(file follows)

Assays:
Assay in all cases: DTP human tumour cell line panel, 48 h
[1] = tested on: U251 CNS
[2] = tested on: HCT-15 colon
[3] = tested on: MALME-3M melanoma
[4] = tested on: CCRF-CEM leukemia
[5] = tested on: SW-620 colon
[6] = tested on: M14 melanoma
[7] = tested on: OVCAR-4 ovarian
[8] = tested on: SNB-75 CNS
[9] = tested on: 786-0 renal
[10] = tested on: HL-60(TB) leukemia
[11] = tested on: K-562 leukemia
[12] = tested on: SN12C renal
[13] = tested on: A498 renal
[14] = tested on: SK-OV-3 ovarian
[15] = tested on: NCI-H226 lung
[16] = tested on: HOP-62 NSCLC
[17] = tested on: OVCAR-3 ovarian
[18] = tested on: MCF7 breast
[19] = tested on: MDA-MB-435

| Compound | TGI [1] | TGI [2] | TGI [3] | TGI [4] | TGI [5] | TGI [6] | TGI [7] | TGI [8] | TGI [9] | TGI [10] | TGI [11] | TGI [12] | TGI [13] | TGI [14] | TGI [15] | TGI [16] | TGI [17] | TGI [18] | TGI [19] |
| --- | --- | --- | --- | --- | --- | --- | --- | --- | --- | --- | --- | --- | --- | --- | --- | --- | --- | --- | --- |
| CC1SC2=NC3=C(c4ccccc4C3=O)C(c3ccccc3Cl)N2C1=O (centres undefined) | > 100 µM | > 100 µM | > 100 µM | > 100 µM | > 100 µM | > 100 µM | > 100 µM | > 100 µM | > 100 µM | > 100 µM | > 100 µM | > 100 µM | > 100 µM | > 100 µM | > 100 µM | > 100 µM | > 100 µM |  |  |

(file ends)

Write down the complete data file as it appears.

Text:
Assays:
Assay in all cases: DTP human tumour cell line panel, 48 h
[1] = tested on: U251 CNS
[2] = tested on: HCT-15 colon
[3] = tested on: MALME-3M melanoma
[4] = tested on: CCRF-CEM leukemia
[5] = tested on: SW-620 colon
[6] = tested on: M14 melanoma
[7] = tested on: OVCAR-4 ovarian
[8] = tested on: SNB-75 CNS
[9] = tested on: 786-0 renal
[10] = tested on: HL-60(TB) leukemia
[11] = tested on: K-562 leukemia
[12] = tested on: SN12C renal
[13] = tested on: A498 renal
[14] = tested on: SK-OV-3 ovarian
[15] = tested on: NCI-H226 lung
[16] = tested on: HOP-62 NSCLC
[17] = tested on: OVCAR-3 ovarian
[18] = tested on: MCF7 breast
[19] = tested on: MDA-MB-435

| Compound | TGI [1] | TGI [2] | TGI [3] | TGI [4] | TGI [5] | TGI [6] | TGI [7] | TGI [8] | TGI [9] | TGI [10] | TGI [11] | TGI [12] | TGI [13] | TGI [14] | TGI [15] | TGI [16] | TGI [17] | TGI [18] | TGI [19] |
| --- | --- | --- | --- | --- | --- | --- | --- | --- | --- | --- | --- | --- | --- | --- | --- | --- | --- | --- | --- |
| CC1SC2=NC3=C(c4ccccc4C3=O)C(c3ccccc3Cl)N2C1=O (centres undefined) | > 100 µM | > 100 µM | > 100 µM | > 100 µM | > 100 µM | > 100 µM | > 100 µM | > 100 µM | > 100 µM | > 100 µM | > 100 µM | > 100 µM | > 100 µM | > 100 µM | > 100 µM | > 100 µM | > 100 µM |  |  |